The University of Wollongong has deployed 32 apps using a 'low-code development' platform it adopted in March last year.
Chief information officer Fiona Rankin told iTnews the apps came under the umbrella of a business process management program of work.
The proliferation has been aided in part by the establishment of a 'citizen developer' model of work, where faculties and other university units can create apps themselves, in many cases to replace outdated spreadsheet-based tools.
Last week, UOW showcased one of the 32 apps, called international online student mobility, which makes the experience of interacting with the university easier for international students.
The app allows students to apply for a place at the university and to receive notifications of actions like faculty approvals.
Once approved, students can also add new subjects or submit course preferences, keep track of their study, and manage fees, payments and grants through the app.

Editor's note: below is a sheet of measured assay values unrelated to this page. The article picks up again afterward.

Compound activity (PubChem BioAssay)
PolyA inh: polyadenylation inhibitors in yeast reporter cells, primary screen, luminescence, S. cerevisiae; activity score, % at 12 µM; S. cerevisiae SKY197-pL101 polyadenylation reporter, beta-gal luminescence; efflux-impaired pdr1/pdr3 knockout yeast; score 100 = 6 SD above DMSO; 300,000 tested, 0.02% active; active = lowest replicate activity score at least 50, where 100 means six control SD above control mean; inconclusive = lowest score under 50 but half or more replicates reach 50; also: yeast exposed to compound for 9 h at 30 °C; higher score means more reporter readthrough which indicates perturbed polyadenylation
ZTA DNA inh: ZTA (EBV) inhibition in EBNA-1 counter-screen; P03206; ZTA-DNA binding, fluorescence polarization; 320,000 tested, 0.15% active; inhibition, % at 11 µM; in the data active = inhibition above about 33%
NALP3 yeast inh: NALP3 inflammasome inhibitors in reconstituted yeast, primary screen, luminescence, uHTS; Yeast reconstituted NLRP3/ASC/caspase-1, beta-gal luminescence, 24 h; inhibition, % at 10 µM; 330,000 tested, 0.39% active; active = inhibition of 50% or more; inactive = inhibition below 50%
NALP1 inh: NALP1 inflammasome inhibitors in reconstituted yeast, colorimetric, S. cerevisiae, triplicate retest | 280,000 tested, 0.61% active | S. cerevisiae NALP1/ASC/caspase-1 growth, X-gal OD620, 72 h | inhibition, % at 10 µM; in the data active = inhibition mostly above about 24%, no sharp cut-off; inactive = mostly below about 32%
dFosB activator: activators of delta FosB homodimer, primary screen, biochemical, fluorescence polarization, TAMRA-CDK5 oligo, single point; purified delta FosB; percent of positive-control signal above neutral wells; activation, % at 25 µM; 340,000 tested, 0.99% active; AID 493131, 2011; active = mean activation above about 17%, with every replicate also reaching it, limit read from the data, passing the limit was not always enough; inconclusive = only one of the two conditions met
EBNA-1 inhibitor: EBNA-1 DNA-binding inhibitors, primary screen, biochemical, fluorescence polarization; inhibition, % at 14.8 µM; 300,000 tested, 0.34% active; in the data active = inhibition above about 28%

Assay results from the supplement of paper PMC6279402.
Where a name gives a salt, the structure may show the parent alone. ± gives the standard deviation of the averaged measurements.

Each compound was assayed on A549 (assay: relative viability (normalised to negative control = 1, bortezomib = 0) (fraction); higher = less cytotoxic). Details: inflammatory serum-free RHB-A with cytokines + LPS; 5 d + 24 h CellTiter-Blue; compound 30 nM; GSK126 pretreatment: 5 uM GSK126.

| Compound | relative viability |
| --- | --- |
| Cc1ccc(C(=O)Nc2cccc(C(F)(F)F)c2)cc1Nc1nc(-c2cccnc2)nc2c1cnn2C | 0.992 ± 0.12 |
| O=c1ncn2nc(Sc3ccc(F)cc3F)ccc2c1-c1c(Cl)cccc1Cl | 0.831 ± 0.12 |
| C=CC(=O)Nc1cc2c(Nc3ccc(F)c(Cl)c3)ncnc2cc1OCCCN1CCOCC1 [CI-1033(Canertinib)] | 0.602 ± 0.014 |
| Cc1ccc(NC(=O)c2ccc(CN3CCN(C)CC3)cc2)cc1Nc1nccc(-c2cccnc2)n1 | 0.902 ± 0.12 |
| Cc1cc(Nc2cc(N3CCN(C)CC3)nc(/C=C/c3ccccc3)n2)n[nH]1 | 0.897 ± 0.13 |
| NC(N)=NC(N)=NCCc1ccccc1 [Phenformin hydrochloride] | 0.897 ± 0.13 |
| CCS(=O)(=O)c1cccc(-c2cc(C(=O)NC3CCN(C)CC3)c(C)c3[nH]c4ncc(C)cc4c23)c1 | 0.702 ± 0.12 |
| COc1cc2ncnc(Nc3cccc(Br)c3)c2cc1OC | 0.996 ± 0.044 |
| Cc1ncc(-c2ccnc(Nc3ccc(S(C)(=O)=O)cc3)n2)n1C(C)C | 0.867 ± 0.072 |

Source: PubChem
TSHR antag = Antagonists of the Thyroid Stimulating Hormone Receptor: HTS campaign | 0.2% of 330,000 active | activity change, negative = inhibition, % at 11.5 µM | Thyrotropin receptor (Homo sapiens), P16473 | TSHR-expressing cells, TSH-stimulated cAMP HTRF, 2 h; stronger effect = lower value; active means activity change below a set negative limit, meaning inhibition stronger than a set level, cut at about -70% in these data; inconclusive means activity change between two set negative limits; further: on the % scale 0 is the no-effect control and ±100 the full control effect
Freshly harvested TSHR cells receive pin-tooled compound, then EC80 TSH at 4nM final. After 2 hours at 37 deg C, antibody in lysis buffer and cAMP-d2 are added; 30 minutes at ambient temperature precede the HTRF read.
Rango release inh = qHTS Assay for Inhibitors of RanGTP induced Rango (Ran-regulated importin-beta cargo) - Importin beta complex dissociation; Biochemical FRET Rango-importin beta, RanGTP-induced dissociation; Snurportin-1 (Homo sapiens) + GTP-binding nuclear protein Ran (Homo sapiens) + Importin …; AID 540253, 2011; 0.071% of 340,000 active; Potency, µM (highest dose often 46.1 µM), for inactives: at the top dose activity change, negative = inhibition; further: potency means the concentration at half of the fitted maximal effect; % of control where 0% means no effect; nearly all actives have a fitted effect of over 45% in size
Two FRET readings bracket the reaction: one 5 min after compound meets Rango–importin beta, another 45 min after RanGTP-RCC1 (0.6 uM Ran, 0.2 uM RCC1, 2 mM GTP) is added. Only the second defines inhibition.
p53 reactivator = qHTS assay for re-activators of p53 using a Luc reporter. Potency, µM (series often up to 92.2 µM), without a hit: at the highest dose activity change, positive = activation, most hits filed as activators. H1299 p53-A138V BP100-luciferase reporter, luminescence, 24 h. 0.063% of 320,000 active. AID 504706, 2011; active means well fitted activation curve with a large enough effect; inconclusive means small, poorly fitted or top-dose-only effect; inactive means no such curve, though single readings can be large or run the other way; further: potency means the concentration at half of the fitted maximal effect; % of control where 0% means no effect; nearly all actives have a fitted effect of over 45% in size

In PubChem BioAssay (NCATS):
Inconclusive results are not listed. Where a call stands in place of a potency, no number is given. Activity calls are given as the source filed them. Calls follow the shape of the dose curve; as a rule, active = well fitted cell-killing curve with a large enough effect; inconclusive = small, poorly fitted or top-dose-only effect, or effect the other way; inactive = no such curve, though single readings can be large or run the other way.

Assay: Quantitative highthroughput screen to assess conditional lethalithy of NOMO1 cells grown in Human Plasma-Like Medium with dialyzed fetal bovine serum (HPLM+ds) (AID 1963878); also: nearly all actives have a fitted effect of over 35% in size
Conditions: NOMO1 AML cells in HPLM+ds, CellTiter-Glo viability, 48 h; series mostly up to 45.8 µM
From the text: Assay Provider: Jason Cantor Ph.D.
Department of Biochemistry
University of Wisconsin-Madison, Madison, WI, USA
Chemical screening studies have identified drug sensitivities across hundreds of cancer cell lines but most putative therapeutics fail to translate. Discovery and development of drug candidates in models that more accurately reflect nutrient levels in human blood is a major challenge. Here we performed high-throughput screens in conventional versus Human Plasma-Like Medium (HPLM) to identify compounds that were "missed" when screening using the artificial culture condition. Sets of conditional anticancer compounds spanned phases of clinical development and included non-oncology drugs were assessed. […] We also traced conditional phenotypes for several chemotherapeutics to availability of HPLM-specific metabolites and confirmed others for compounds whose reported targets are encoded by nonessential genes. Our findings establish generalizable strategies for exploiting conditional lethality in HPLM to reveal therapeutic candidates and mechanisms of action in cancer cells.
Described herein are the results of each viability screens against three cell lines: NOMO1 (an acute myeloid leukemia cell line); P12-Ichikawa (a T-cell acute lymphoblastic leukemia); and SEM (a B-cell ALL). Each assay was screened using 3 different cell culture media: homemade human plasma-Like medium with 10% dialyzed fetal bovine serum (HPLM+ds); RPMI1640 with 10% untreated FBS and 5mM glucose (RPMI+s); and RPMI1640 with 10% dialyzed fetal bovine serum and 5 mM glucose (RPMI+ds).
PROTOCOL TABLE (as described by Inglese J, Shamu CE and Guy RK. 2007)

The university can also process applications a lot faster since the entire end-to-end process is now online.
“Overall, the new process saves the team several days to a week in data entry work, which means they are able to contact the students regarding the next steps in their application much earlier than with [the] previous process,” Rankin said.
Payments are now processed same day compared to taking up to a fortnight under legacy processes.
Rankin said it was important to modernise the process, as it is often the first interaction international students have with the university.
“It was important to us that during this first interaction we were presenting ourselves as modern and efficient by making the process completely online and as simple and fast as possible,” she said.
Following a tender process, the university partnered with Appian for the software underpinning the business process management initiative.